Speaking the truth brings an admiration that cannot be coerced from those around us and thus explains why we revere it with such intensity. We are often told by our parents and society to simply tell the truth. They adhere to this standard from the moment we can babble — scolding us any time we fix our mouths to lie. We are shown via communication outlets and within our homes, that there is honor in speaking into the world only what we have been told is proven. However, as we have learned throughout our developments the truth is never exactly the same for everyone. There are those versions of the truth we tell for the sake of those like our children, who are too young to comprehend the gritty details of realities such as war; and then there are those truths that we call memories. In Tim O’Brien’s, “How to Tell a True War Story” excerpt, we venture through a world in which actual events are contrasted against psychological truths that leave us questioning what is real and what is fabricated.
Bestiary: a collection of descriptions or representations of real or imaginary animals.
Last week in my creative writing lecture, my peers and I were assigned, “Bestiary” by Julio Cortazar– A short-fiction that begins with our protagonist, Isabel, being sent by her sister, Inés, and their Mother to the Funes, in order to keep the youngest Fune, Nino, company. Though we are never told how old Isabel is, we know she is old enough to relay what she sees clearly, but also naive enough to believe should she give into Aunt Rema’s demands, she can escape interacting with The Kid. Throughout the piece, we are given a variety of beasts who parallel the subjects in the Funes’ home. Who exactly parallels who, we can never be sure, as Cortazar embeds just enough ambiguity that one can never render their conclusion absolute. However, it’s fun to try.
Upon reading the title of George David Clark’s poem, “Washing Your Feet” my mind involuntarily brought forth images of Pope Francis in thick white linens, bowing his head to kiss the soft skin on soaked feet. This motif of intimacy and purity captured in these reverent moments introduced by the title, do not halt when we enter the poem, but rather continue into the first quatrain — in which the speaker addresses us stating, “Reader, they are dirty, you’ve come so far” ( L 1). The ambiguity presented via “dirty” and “far” is explained later in this stanza, through the descriptions of the filth humanity tends to tread through, and via the reference to the sandals of Jesus, that carried him on his journey through life. However, before Clark provides us with these bouts of concrete images and biblical references, he suspends us in our own truth, asking us to consider where we have come from. Clark does this well by paralleling our sins to the smut we’ve sunk our feet in.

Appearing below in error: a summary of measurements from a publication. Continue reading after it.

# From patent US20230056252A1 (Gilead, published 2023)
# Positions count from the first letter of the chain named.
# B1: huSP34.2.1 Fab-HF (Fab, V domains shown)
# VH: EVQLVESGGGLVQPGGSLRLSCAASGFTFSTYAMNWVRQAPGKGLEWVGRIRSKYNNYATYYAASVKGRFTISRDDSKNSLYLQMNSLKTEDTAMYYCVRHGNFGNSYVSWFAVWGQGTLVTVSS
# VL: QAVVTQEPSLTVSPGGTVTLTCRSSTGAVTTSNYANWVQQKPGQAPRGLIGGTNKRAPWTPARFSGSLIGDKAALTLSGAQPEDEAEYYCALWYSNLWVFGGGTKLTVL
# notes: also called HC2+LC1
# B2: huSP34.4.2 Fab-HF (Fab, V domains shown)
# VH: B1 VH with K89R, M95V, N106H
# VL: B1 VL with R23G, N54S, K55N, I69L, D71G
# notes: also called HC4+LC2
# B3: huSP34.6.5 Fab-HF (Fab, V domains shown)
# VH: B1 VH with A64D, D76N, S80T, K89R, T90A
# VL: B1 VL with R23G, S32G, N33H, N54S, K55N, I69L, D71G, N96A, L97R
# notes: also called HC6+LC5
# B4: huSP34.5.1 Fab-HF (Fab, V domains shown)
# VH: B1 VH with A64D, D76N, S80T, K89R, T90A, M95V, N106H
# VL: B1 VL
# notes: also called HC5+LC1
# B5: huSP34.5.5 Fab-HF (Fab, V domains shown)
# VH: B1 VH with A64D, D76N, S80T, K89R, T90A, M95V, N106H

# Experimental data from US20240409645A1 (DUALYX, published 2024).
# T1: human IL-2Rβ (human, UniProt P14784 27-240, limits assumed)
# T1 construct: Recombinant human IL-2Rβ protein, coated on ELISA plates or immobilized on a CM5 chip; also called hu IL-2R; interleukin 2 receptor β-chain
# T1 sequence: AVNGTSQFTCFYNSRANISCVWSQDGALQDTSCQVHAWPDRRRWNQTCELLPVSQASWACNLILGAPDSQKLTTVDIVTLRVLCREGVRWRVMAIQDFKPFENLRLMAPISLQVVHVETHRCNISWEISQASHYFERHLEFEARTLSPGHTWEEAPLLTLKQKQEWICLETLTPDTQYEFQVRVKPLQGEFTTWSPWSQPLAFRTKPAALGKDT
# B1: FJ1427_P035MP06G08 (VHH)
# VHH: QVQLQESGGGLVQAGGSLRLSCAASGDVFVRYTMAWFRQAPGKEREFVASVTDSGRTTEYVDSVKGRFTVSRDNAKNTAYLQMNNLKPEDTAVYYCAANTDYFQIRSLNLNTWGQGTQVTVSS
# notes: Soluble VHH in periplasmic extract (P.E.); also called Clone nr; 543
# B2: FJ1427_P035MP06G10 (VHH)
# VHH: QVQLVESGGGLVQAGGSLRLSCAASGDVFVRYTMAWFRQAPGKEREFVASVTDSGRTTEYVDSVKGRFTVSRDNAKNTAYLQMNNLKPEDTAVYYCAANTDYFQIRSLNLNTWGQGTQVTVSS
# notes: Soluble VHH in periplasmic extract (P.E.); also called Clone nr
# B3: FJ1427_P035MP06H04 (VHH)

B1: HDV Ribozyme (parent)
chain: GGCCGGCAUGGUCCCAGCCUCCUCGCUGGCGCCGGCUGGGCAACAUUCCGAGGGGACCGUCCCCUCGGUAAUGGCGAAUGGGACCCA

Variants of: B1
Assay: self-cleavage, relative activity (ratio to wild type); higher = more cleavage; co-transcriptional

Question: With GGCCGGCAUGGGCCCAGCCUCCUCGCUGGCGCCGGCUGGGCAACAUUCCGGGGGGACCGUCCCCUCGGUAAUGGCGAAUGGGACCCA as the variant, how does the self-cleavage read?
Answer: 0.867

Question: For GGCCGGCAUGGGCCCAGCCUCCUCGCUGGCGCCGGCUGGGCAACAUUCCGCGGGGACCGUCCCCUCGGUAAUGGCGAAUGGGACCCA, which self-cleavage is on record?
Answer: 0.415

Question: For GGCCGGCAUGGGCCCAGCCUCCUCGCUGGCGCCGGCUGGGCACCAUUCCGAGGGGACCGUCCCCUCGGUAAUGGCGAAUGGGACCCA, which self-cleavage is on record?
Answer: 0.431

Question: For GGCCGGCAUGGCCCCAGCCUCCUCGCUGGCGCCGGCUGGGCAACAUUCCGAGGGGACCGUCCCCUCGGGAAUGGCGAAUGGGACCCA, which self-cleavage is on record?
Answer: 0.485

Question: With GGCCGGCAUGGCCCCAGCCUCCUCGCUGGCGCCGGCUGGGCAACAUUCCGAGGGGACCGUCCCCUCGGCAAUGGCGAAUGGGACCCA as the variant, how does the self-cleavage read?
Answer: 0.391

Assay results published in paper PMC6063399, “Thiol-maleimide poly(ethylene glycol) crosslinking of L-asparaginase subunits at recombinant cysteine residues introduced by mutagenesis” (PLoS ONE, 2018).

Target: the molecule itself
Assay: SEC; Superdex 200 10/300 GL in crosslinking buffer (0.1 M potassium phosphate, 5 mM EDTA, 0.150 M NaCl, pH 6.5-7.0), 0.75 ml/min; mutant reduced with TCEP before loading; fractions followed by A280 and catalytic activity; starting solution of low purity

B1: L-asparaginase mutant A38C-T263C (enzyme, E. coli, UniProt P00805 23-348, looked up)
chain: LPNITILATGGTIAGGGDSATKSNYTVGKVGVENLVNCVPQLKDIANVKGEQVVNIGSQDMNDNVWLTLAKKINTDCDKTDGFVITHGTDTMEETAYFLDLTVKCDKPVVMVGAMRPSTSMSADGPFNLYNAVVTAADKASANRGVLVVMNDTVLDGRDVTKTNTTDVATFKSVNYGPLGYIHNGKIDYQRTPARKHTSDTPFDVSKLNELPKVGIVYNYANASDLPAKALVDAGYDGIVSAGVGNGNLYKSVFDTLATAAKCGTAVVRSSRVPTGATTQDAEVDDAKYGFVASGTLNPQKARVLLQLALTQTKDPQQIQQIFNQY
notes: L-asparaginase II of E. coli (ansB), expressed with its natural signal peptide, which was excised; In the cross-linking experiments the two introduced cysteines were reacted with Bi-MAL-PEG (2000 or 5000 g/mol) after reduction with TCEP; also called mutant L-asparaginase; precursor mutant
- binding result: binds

“The first chapter is going to be hard, that’s the point, stick with it.” The Friday lecture before we were due to begin William Faulkner’s The Sound and The Fury (TSATF), my professor warned us of the complex narration provided by Benjy Compson — a 33 year old male, with the mental capacity of a three year old. Heeding his advice, I dove into the four part novel based in post – Civil War Mississippi, and attempted an analysis of Benjy’s, (also known as Maury Compson) narration; I failed. The constant repetition of “he said” and “she said” was exhausting, and the meaning behind why “Caddy smelled like trees” was lost on me (Faulkner 28). I begrudgingly tried again.